History of Halifax City
Thomas B. Akins
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Halifax, the metropolis of Nova Scotia, and the chief City of the Acadian or Lower Provinces, was founded in the year 1749, at the expense of Government, under the direction of the Lords of Trade and Plantations, and was named in compliment to George Montague, Earl of Halifax, then at the head of the Board, under whose immediate auspices the settlement was undertaken.
From the Treaty of Utrecht, in 1713, when Acadia was ceded to the Crown of Great Britain, to the year 1749, no progress had been made by the British in colonizing the country. The inhabitants consisted of a few thousand Acadian peasants, scattered around the shores of the Basin of Minas, Chignecto and the Valley of Annapolis. The Governor resided at Annapolis Royal, a small fortified port, with a garrison of two or three hundred regular troops, and was, in a great measure, dependent on New England for his necessary supplies. This was the only British port within the Province, with the exception of that of Canso, where, during the fishing season, a number of French, with a few Indians and New England fishermen, assembled, and where a captain's guard was usually stationed to preserve order and protect the rights of property. The French population, though professing to be neutral, had refused to take the Oath of Allegiance to the Crown of Great Britain, and were continually in a state of hostility to the British authorities in the country. Their poverty and ignorance placed them completely under the control of a few designing emissaries of the French Governor at Quebec, who incited the people to resent British rule, and frequently put all law at defiance, by assuming to themselves the sole management of municipal affairs in the settlements most remote from the seat of Government. The Governors of Canada had undertaken to claim all the country from the River St. Lawrence to the Bay of Fundy, as comprehended within their jurisdiction, confining the territory of Acadia as ceded under the Treaty of Utrecht, to the Peninsula alone, and had actually commenced to erect forts on the River St. John and the Isthmus while the nations were at peace.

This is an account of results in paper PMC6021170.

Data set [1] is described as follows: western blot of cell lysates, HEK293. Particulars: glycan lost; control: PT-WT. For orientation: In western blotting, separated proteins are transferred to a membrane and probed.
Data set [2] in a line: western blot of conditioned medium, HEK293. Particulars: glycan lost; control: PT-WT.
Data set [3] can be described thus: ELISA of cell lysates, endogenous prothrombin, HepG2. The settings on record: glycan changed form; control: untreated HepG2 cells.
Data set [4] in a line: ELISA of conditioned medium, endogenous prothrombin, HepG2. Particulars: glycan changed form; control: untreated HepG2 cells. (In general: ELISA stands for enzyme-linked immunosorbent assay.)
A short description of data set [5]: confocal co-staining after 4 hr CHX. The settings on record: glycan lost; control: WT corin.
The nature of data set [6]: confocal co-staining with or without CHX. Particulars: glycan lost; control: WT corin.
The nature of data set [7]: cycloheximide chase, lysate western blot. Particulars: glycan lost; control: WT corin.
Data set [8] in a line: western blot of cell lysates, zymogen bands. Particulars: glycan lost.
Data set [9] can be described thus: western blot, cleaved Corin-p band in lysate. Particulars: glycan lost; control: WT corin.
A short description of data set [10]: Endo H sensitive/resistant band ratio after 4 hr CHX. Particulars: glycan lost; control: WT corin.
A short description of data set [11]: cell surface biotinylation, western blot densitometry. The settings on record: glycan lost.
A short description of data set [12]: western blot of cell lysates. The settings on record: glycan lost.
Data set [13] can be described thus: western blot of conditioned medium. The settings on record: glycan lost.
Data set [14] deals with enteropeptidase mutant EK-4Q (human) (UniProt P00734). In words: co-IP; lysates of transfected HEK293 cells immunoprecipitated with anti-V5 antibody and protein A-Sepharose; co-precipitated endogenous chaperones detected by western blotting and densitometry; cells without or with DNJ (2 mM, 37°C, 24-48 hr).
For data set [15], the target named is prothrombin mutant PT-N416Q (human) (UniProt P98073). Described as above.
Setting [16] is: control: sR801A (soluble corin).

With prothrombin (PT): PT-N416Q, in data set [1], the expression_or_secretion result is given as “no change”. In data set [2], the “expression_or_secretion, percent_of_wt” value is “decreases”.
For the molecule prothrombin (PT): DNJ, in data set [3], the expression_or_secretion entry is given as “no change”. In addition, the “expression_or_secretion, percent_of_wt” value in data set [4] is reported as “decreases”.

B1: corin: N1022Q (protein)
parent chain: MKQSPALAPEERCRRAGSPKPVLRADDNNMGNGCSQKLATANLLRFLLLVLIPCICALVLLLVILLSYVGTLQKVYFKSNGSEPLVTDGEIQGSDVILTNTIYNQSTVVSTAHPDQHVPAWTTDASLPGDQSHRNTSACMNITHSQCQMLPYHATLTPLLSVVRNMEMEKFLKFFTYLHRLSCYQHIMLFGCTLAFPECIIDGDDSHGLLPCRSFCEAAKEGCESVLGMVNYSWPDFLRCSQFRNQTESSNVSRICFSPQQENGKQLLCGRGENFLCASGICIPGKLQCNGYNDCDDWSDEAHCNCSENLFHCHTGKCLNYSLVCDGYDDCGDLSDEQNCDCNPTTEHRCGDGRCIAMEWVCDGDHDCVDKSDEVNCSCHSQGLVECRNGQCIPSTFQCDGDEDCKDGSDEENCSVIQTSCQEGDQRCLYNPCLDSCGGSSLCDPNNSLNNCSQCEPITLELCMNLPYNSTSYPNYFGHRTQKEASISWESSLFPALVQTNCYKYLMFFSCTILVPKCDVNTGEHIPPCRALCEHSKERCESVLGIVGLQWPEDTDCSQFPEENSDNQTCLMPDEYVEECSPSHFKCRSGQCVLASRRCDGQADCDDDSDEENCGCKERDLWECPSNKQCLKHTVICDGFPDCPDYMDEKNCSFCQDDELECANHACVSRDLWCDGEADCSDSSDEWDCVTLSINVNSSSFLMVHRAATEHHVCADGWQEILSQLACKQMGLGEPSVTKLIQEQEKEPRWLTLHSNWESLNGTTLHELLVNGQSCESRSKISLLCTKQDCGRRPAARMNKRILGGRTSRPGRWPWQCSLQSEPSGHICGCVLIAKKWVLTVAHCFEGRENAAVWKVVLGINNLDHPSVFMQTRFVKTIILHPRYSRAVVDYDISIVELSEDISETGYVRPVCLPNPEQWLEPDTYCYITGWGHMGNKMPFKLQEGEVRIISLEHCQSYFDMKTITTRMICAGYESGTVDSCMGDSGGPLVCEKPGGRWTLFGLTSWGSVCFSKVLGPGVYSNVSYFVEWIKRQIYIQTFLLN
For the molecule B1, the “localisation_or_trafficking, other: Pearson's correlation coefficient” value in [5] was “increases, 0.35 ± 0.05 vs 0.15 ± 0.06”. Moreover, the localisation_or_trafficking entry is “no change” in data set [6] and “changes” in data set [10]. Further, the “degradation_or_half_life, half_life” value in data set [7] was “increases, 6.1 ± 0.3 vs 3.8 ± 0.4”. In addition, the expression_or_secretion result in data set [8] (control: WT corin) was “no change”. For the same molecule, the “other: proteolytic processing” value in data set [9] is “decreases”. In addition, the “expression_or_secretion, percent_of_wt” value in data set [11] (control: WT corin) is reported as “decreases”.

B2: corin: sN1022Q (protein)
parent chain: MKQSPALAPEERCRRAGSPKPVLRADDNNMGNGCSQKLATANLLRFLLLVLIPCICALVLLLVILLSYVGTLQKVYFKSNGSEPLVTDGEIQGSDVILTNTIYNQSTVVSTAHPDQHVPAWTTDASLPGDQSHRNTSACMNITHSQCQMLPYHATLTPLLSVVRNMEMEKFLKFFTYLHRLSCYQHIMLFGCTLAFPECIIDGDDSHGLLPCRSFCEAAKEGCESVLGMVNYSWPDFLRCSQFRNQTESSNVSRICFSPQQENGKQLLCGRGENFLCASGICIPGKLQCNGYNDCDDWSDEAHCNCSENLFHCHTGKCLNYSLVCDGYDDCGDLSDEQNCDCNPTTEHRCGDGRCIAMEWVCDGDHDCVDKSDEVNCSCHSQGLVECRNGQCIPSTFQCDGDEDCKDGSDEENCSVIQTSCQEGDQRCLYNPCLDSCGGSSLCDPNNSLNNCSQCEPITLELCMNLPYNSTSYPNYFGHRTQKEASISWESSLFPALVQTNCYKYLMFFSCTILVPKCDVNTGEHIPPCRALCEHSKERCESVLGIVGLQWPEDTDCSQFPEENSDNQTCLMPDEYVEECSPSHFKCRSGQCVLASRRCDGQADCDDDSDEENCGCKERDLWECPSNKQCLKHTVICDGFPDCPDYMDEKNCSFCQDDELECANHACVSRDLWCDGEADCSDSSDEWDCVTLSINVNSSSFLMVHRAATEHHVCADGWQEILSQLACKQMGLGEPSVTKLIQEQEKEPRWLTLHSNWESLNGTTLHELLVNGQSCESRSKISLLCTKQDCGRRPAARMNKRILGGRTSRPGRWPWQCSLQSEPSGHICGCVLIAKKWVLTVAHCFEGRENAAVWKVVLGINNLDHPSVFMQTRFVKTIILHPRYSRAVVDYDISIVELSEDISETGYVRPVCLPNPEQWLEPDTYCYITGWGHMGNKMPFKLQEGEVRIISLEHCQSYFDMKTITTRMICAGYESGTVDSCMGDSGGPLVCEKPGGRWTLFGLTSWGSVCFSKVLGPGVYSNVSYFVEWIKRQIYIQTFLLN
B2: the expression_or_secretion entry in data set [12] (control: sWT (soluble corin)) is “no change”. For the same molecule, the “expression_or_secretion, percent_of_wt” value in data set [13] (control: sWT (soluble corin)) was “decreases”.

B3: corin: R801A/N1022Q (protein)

The necessity of a permanent British settlement and Military Station on the Atlantic Coast of the Peninsula, had long been considered the only effectual means of preserving British authority, as well as for the protection of the coast fishing, which, at this time, was deemed of paramount importance to British interests. But lately the continual breaches of neutrality on the part of the French, together with the loss of Louisburg, under the Treaty of Aix-la-Chappelle, in October, 1748, rendered such an establishment indispensably necessary to the support of the British Crown in Nova Scotia.
The scheme for settlement at Chebucto is said to have originated with the people of Massachusetts, who, in calling the attention of Government to the claims and encroachments of the French, suggested the necessity for, as well as the great commercial advantages to be derived from such an undertaking; and it has also been asserted that a committee of influential citizens had been formed in Boston for the purpose of more effectually advocating the design. No authentic information on the subject, however, has been found beyond the suggestions contained in Governor Shirley's letters to the Secretary of State, in 1747 and 8, in which one extensive plan of British colonization throughout Nova Scotia is proposed and details suggested, many of which, however, did not receive the approval of Government.